When it comes to being as close to self-sustaining as possible, the denizens of the plant kingdom have it much easier than us poor animals. While we fauna generally have to hunt and gather (or line up at the drive through) for our sustenance, flora get to sit around lazily in the warm, glowing light of the sun, gathering it up and turning it into food. Some hungry predators have to stalk their prey for days on an empty stomach before securing a meal, while the geranium gets by with what amounts to a relaxing layabout on the beach in Acapulco.
It hardly seems fair, does it?
And while human beings can’t enjoy the benefits of photosynthesis directly for between meals snacking on a sunny day, we can certainly apply the process to learning how to efficiently harness solar power for our constantly expanding energy needs.
Graham Fleming, Vice Chancellor for Research at the University of California in Berkeley, says: “Solar energy is forecasted to provide a significant fraction of the world’s energy needs over the next century, as sunlight is the most abundant source of energy we have at our disposal. However, to utilize solar energy harvested from sunlight efficiently we must understand and improve both the effective capture of photons and the transfer of electronic excitation energy.”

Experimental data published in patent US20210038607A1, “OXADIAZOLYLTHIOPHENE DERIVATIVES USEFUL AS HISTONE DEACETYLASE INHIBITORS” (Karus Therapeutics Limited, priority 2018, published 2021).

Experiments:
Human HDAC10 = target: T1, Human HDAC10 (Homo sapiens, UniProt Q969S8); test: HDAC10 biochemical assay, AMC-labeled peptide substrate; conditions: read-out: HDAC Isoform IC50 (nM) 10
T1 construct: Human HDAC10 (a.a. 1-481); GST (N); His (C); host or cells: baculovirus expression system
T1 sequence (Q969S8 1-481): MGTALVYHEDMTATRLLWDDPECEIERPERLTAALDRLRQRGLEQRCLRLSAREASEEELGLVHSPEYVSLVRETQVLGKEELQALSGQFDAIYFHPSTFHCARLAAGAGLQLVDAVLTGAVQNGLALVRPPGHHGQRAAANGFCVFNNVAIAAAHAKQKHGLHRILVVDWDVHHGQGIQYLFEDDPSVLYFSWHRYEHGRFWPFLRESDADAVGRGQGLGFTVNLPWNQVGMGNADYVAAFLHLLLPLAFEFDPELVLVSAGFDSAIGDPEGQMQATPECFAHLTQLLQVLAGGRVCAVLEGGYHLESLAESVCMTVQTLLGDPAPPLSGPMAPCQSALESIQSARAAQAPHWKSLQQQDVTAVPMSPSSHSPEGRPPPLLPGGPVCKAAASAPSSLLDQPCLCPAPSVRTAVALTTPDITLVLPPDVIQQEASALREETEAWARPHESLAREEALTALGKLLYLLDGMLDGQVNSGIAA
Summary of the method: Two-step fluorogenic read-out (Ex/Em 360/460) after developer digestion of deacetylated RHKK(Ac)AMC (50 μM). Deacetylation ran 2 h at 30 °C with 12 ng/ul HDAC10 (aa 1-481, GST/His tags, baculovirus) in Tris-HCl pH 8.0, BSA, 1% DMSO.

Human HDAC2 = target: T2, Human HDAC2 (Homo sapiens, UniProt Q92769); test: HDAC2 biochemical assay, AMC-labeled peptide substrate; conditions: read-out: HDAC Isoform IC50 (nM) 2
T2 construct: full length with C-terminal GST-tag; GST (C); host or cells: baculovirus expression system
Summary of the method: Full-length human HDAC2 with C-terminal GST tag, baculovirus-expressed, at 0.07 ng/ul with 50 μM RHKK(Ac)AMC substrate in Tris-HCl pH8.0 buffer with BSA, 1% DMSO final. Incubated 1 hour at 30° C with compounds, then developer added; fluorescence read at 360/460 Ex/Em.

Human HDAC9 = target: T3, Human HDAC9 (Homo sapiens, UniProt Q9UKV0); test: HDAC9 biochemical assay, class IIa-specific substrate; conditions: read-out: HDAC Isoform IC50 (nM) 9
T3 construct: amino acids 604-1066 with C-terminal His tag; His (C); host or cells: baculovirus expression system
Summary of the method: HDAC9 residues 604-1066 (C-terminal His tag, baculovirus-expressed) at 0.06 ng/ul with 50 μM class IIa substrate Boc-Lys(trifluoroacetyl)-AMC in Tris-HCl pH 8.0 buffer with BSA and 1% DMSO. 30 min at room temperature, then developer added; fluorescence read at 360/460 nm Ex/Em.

What better way to “understand and improve” upon our current utilization of solar power than to study a system that works — and has worked — for millions of years? It’s certainly not a new idea, but new discoveries — such as one made by Fleming’s team that quantum coherence helps transport electronic excitation energy in the photosynthetic process — are just now uncovering some of the long-standing mysteries that have baffled scientists for years.
The optimization of solar power collection is an elusive goal. In nature, plants absorb solar power in chromophores, molecules that act like the antenna complexes in man-made solar power collection systems. Solar power captured under natural photosynthesis then goes to chemical reaction centers almost instantaneously, whereas energy transferred in man-made solar power collection systems to acceptor molecular complexes takes time (losing some of its “punch” in the process).
“In solar cells made from organic film, this brief timescale constrains the size of the chromophore arrays and how far excitation energy can travel,” Fleming says. “Therefore energy-transfer needs and antenna design can make a significant difference to the efficiency of an artificial photosynthetic system.”
Lessons from Nature About Solar Light Harvesting by Graham Fleming, Gregory Scholes, Alexandra Olaya-Castro, and Rienk van Grondelle is published in the recent edition of Nature Chemistry.